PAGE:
A month or two ago I mentioned in passing the sweet little Russian couple who live upstairs from me. We continue to wave to each other – me from my chair on the patio, they from their many trips up and down the stairs.
Last weekend the Mr., whose name was once told to me but I’ve since forgotten – I am tempted to say Vladislav but know I am just making it up – was dropped off at 7 in the evening by another short, graying man wearing a flannel shirt and driving a jeep.
After a quick discussion at the back of the vehicle in a language I did not understand, the Mr. unloaded a fishing pole, a no-nonsense steel rimmed fishing net, sturdy tackle box and backpack. As he mounted the stairs I made pole casting motions with my arms and smiled and he replied with a laugh and said, “Fish, yes. Fishing, I go.”
Yesterday, upon returning from running first-of-the-month errands, I came home to find a red fire truck parked in front of the apartment. This is always a bad sign, particularly at a senior apartment complex, for it means ambulances and paramedics. Since the truck was blocking my parking space, I pulled over to the side of the drive and waited.
About ten minutes later, three men carried a gurney down the outside stairs, packed it in the truck and left. I was relieved to see the gurney was empty, meaning the situation was not critical but I didn’t know if it was the Mr. or the Mrs. who had required attention.
Yesterday afternoon as I was enjoying the spring sun, the Mrs. came down the stairs and when she saw me she said hello. This was unusual in itself for she is the more silent of the two and rarely makes an effort to communicate other than a smile or nod.
This time, however, her face was tense and worn, and her hands were trembling. Through a combination of sign language, broken English and telepathy I discovered that the Mr. was suffering from kidney stones and was at home resting. “Old. Not good,” she said with a shrug that carried a depth of silent meaning. “Yes,” I agreed to her what-can-you-do message.
Today I heard the Mrs. coming down the stairs again and as soon as she came into view, she said, “Hello.” I put aside the book I was reading and asked “How is your husband?” pointing upstairs. “No good,” she replied, shaking her kerchiefed head and hanging on to the stair railing, her brown eyes blinking.
“Pain,” I inquired. She nodded yes and pointed to her back and stomach, explaining how the kidney stone was torturing him. “I’m so sorry,” I said, wanting her to know through these inadequate words that I understood. She shook her head in resignation. “It’s hard,” I added, and thought not only for him who is suffering but for her who is witnessing.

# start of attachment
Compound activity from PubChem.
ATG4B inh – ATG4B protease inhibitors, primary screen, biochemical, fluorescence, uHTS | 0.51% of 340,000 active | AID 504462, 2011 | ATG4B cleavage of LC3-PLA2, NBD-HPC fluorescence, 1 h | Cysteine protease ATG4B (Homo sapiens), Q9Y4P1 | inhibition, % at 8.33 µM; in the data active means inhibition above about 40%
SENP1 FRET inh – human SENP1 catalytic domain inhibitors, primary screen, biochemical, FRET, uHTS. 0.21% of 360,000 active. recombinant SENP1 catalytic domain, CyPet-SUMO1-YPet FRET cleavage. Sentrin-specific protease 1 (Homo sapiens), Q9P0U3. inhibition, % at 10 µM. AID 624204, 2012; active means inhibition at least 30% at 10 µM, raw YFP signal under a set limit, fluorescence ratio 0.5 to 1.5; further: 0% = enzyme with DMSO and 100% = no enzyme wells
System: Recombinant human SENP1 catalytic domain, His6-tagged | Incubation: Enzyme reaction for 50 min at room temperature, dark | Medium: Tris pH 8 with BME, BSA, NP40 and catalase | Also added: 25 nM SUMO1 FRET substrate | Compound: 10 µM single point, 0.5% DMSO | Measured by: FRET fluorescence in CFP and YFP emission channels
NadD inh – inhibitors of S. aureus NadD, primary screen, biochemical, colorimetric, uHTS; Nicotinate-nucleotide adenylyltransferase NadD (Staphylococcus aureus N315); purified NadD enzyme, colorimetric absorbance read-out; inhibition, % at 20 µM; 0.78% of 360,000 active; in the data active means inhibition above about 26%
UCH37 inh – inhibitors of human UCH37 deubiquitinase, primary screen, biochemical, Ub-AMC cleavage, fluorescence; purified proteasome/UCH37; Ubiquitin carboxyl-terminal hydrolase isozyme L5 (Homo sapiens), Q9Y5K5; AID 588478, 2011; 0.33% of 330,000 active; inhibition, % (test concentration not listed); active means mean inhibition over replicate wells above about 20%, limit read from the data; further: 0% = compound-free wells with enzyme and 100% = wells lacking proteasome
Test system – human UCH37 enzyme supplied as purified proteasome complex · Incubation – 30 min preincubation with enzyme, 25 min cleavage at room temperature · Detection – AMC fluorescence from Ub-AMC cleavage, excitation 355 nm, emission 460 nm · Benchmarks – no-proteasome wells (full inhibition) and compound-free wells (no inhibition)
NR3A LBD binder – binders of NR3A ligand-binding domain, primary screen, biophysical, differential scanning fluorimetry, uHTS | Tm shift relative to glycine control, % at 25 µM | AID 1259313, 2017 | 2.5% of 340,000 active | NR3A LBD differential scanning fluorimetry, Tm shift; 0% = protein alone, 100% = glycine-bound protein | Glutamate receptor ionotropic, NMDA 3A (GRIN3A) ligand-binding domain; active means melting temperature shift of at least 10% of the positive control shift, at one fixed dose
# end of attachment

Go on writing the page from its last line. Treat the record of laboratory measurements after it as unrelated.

I wanted to hug her to lend her some strength but the iron railings separated us so I blew her a kiss. “God bless you,” she said in her broken English and blew one back. There were tears in both our eyes as we acknowledged that Life sometimes shows its power rather than its mercy.
When she left I was reminded that just last Sunday I had hugged another of the ladies in residence here. That time it was Gina, the one I had formerly thought of as Jayne Mansfield because of her waist-length blonde wig and large bosom. It was the first time Gina and I had talked and she shared some of her history – her forty-plus years as a waitress, her love of plants, her sadness that she no longer had a garden to tend.
But it was the story of Lenora, her parrot of more than twenty years that had prompted the tears. “I never had no children and didn’t want none. Lenora was my little companion and now I’m all alone.” As she dabbed a kleenex on her eyes, she said, “Please don’t be mad I cried,” and I wondered who had made her ashamed of tears.
There are so many stories waiting to be told and the richest ones have a thread of sadness running through to give it depth and definition. Those are the stories that teach us about life and resilience and the beauty of the heart.